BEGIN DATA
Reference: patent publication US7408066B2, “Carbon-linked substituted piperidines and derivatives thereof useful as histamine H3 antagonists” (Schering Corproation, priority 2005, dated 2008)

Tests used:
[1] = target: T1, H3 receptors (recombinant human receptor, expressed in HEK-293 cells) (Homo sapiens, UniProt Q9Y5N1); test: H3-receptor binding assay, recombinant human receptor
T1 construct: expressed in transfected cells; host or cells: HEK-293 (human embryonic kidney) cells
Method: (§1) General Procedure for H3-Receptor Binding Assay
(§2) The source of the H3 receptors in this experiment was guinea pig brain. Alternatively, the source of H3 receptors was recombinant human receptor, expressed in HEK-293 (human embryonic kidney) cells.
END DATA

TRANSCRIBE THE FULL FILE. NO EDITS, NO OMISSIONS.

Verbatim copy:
Reference: patent publication US7408066B2, “Carbon-linked substituted piperidines and derivatives thereof useful as histamine H3 antagonists” (Schering Corproation, priority 2005, dated 2008)

Tests used:
[1] = target: T1, H3 receptors (recombinant human receptor, expressed in HEK-293 cells) (Homo sapiens, UniProt Q9Y5N1); test: H3-receptor binding assay, recombinant human receptor
T1 construct: expressed in transfected cells; host or cells: HEK-293 (human embryonic kidney) cells
Method: (§1) General Procedure for H3-Receptor Binding Assay
(§2) The source of the H3 receptors in this experiment was guinea pig brain. Alternatively, the source of H3 receptors was recombinant human receptor, expressed in HEK-293 (human embryonic kidney) cells.